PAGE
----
Students protests for deplorable conditions and customer service at historically black colleges and universities is not new. Taking over the admin building is not a novel concept, particularly at Howard University, where rallying against bad business culture is genetically wired into most of the students who attend.
But unlike previous generations, millennials are well aware of the power of their dollars and their presence. And if they aren’t heard and their needs addressed, Howard and every other HBCU working hard to overcome gaps in age, campus technology and cultural expectations will be immediately and dramatically changed by way of their choice.
There is no difference between the students of today and those of us who endured the lines, misinformation and service redirection at our campuses years ago. They didn’t know how to complete paperwork properly and on time just like we didn’t. Like us, they are disillusioned by the mix of black pride on the yard and classrooms, while contending with the powerful, lingering effects of discrimination shown in financial aid, housing and technology offices.
And they are broke just like we are broke.
The difference between today’s students and those of yesteryear, is that each student today is a walking, full-function news bureau onto himself. In an instant, each student with a legitimate concern or an immature gripe has the ability to publish or broadcast messaging about their issue to thousands around the campus and the world.
Hashtags alone don’t distinguish heartfelt concern from angry gripe, especially when friends and followers pass the message through their own filter of commentary.
This doesn’t mean that today’s students are worse, or more immature than those of us made in HBCUs years ago. It means that society and culture has changed. The world is quickly trying to figure out how to better identify and serve the needs of today’s millennial customers who value speed, efficiency and communication above everything else.
We shouldn’t expect black millennials to think and be any different — in fact, we should celebrate them as a generation who has the greatest capacity to reverse the course of racism, because of their access and expertise with communication, culture and technology.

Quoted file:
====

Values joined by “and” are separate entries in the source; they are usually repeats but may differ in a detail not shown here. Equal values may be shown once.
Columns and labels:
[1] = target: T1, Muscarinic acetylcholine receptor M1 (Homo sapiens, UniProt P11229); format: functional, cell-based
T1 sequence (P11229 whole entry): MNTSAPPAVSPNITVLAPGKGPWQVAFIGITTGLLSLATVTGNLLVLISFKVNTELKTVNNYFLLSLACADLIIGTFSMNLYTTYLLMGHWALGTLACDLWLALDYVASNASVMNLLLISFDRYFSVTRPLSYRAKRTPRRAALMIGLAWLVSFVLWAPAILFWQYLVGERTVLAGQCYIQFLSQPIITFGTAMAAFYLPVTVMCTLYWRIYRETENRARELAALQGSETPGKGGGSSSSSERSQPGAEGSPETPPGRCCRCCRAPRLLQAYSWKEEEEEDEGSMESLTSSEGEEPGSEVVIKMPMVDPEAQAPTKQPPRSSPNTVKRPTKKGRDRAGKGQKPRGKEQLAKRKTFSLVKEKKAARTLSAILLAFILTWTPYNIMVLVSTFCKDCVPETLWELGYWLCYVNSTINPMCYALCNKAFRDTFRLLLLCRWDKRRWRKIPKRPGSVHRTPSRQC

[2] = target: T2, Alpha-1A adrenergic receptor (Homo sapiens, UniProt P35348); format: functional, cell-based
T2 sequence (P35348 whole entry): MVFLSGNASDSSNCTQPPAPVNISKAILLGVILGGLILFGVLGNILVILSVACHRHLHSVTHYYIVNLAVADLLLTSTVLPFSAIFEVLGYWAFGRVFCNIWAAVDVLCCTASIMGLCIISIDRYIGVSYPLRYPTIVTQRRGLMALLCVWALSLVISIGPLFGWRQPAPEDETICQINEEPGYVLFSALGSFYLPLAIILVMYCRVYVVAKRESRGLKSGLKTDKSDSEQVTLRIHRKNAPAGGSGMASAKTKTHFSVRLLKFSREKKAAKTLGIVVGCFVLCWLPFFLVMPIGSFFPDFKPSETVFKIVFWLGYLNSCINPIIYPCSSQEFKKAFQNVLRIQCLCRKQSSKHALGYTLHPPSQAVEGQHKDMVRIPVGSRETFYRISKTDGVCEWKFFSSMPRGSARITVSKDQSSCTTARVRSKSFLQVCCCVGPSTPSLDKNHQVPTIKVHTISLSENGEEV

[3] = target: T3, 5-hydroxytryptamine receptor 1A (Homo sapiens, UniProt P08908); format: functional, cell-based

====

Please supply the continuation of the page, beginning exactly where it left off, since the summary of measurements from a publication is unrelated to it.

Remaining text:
They aren’t lazy, misguided, spoiled or ungrateful because they want businesses to do what they say they will do.
It’s not the responsibility of students to adjust to bad customer service delivered by older, ill-trained staff who are disgruntled about things not being “the way they used to be.” It is the responsibility of the HBCU to adjust to their customer base, and to figure out how to make their experience valuable enough so that they, the students, recruit more customers.
Any board member, president, or vice-president who can’t accept that notion needs to get the hell out of our HBCUs while we still have them — because if HBCUs must die, it should not be fighting our own students on the notion of rejecting expectations for HBCUs to give them what they are paying for.
Millennials will pay more and incur more debt for education than any other generation which preceded them. But they will also create more jobs and leverage more economic power over social policy than any other generation before them. They have more choices of where to attend school than any other generation before them, and with politicians working to make community college free and transfer into state PWIs easier and cheaper, we ought to be sprinting to figure out how we can give the students who choose HBCUs any and everything they want.
Yes, the same students whom we lift up as the new civil rights generation. The same students who travel abroad as ambassadors for HBCUs. The same students keeping the acronym ‘HBCU’ alive when everyone around them criticizes them for doing so. And the same students who we’ll criticize for not giving back to the school which gave them so many headaches at such a high price tag.
Fortunately for Howard, it is led by a compassionate, astute alumnus in Wayne Frederick. His main challenge in the 24 hours after #TakeBackHU began trending nationwide — to get in front of a many students as he can, to hear their concerns, and to fire and replace as many people as it takes to send the message that Howard is not a place which settles for mediocrity. Obviously, the strategy is not that simple and Dr. Frederick not that cold — but as one Howard alumnus told me on Facebook, “fixing the A Building can be Frederick’s legacy.”
Millennials have choices, and HBCU attendance is no longer a privilege. It’s time for HBCUs, regardless of the economic or racial roots behind their struggles, to better represent what a privilege it is for students to choose our schools.